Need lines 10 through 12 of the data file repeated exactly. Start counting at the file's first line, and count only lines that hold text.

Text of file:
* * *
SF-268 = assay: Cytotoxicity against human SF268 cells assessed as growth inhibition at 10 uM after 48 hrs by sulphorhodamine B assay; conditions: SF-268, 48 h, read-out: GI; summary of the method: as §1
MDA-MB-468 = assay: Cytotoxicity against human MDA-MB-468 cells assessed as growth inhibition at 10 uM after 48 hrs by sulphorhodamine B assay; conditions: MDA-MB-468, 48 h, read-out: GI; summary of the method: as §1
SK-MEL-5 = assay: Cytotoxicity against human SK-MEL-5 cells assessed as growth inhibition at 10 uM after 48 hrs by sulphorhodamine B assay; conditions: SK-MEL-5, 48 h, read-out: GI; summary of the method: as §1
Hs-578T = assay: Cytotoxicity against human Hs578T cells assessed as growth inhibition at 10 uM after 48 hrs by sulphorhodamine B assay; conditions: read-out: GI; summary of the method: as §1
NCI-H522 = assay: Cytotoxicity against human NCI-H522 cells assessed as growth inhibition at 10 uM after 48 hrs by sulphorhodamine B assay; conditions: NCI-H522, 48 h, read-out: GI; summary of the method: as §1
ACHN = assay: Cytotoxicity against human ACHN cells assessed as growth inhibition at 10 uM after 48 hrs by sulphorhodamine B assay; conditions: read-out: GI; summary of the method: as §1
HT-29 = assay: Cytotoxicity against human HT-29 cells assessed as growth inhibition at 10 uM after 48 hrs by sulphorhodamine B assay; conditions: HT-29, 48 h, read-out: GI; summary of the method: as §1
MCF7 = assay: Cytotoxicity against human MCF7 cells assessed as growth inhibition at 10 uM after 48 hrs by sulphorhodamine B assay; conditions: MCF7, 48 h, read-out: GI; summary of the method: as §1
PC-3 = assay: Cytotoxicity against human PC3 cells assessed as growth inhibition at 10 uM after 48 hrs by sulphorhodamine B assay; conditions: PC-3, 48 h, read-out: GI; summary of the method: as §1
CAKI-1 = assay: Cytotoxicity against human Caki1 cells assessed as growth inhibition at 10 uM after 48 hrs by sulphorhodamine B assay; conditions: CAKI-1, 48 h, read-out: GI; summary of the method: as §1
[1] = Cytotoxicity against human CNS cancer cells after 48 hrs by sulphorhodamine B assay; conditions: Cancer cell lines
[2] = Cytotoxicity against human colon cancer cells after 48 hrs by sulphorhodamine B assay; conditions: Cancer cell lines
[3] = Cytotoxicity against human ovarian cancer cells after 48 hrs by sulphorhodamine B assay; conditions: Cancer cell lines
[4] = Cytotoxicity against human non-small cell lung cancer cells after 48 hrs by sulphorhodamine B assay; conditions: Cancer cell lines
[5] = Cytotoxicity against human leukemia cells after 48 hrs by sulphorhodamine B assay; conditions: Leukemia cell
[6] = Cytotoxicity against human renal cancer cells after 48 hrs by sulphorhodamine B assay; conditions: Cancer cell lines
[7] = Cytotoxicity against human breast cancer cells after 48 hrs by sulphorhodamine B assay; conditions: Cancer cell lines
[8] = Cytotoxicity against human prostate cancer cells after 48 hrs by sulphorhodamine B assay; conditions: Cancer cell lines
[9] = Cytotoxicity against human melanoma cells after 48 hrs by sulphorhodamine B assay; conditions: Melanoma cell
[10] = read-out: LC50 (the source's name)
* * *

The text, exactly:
CAKI-1 = assay: Cytotoxicity against human Caki1 cells assessed as growth inhibition at 10 uM after 48 hrs by sulphorhodamine B assay; conditions: CAKI-1, 48 h, read-out: GI; summary of the method: as §1
[1] = Cytotoxicity against human CNS cancer cells after 48 hrs by sulphorhodamine B assay; conditions: Cancer cell lines
[2] = Cytotoxicity against human colon cancer cells after 48 hrs by sulphorhodamine B assay; conditions: Cancer cell lines